Donald E. Brown: The place of death of retired journalism professor Donald E. Brown, who died Dec. 18 at Church Home in Baltimore, was incorrectly reported in yesterday's editions.
The Sun regrets the error.
Donald E. Brown, 87, a former professor at Arizona State University's Walter Cronkite School of Journalism, died of prostate cancer Dec. 18 in Tempe, Ariz. Mr. Brown, who co-wrote the 1954 text "Radio and Television News," was also news director of radio stations across the Midwest. Before joining the Cronkite school, he taught journalism at the University of Illinois in Urbana, Ill. He retired in 1980.
Charles Bowden, 83, a producer who brought "Night of the Iguana" and other Tennessee Williams plays to the Broadway stage, died Sunday in New York.
While producing "Night of the Iguana" in 1961 and later "Slapstick Tragedy," Mr. Bowden became friends with the playwright. His other productions included Albert Camus' "Caligula" and David Storey's "The Changing Room."
Mr. Bowden was also an actor and made his Broadway stage debut in 1936 in Sidney Kingsley's "Ten Million Ghosts," which starred Orson Welles.
Leonard K. Firestone, 89, a tire magnate and a former ambassador to Belgium, died of complications of respiratory failure Tuesday in Rancho Mirage, Calif. Mr. Firestone became a director of Firestone Tire & Rubber Co., founded by his father, Harvey S. Firestone, in 1939 and president of Firestone Aviation Products Co. in 1941. He served as a lieutenant in the Navy during World War II, retired as president of Firestone's California operations in 1970 and was ambassador to Belgium from 1974 to 1976.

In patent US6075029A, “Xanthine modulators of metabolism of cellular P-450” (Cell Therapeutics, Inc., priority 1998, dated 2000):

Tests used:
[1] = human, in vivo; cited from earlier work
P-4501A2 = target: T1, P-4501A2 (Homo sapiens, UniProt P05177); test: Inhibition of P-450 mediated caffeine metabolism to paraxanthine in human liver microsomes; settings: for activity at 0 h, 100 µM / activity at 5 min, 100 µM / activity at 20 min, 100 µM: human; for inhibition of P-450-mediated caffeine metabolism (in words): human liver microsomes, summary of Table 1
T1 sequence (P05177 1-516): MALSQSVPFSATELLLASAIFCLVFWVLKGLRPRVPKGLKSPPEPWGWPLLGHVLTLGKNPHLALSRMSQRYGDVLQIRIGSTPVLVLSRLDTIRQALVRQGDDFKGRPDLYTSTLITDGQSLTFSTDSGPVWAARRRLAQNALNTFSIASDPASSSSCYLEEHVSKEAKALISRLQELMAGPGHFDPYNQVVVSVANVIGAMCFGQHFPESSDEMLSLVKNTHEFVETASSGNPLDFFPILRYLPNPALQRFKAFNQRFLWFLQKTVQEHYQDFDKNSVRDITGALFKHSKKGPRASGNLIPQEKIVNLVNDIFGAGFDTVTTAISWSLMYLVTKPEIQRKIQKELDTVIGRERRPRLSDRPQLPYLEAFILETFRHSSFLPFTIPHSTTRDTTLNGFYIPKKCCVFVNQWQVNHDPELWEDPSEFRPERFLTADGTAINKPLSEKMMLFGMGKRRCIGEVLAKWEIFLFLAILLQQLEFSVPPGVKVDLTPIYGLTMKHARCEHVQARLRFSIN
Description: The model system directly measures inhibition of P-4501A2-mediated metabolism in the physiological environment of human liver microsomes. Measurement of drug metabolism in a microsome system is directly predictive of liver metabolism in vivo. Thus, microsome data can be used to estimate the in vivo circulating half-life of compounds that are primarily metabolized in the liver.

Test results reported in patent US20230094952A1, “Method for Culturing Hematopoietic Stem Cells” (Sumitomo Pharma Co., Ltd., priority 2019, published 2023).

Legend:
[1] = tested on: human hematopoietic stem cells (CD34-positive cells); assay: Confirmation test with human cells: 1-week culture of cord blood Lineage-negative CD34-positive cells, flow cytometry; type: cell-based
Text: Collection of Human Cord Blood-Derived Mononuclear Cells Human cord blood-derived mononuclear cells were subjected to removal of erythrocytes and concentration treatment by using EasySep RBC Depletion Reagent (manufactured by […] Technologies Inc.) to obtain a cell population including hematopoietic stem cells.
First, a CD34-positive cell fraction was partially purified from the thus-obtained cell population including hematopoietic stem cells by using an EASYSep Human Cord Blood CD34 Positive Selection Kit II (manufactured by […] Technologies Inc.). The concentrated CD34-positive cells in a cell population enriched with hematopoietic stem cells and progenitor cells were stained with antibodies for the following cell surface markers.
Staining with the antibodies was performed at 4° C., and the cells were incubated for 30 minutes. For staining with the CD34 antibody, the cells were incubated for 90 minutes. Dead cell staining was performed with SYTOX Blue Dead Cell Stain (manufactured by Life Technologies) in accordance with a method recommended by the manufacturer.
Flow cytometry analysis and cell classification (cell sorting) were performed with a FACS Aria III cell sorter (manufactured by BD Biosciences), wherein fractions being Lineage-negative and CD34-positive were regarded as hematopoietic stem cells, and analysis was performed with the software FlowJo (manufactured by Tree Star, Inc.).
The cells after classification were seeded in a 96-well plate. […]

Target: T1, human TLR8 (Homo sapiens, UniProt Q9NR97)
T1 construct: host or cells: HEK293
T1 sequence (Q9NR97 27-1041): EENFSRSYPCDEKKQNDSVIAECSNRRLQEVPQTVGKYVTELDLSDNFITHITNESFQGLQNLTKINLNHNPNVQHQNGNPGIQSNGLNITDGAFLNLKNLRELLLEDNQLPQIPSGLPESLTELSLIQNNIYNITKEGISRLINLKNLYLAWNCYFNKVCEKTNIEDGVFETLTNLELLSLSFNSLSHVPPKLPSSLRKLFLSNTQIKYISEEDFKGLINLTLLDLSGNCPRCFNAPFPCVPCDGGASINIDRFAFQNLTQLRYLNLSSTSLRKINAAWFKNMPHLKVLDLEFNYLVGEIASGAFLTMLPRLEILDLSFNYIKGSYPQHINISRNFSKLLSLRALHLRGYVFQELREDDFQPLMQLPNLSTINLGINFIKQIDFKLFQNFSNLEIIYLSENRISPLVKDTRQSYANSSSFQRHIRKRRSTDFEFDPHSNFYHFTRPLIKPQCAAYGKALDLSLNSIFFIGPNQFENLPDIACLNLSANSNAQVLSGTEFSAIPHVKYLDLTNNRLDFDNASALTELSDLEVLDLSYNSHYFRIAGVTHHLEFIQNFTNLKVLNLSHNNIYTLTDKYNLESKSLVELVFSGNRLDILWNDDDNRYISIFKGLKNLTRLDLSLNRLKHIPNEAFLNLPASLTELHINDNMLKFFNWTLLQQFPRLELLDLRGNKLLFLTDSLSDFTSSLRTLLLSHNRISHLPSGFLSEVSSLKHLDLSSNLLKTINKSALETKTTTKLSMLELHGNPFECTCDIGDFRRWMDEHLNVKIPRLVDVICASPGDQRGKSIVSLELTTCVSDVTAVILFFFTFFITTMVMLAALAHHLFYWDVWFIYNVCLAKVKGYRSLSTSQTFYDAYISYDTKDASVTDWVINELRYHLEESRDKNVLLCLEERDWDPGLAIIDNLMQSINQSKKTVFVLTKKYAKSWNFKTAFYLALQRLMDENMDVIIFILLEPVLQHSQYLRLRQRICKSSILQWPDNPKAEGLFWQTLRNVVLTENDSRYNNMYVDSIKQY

Dr. Joseph C. Muhler, 73, a co-developer of Crest toothpaste credited with discovering that stannous fluoride could reduce tooth decay, died Tuesday in Fort Wayne, Ind. As a student at Indiana University dentistry school, Dr. Muhler studied fluoride and tooth decay at the suggestion of his biochemistry professor. Procter & Gamble began funding the research in 1949. The company tested the new toothpaste with Bloomington, Ind., public school students starting in 1951, and Crest made its debut in 1956. In 1967, the Navy awarded Dr. Muhler its highest civilian honor, the Navy Distinguished Public Service Award, for allowing the Navy to test and evaluate his discovery free.
Pub Date: 12/26/96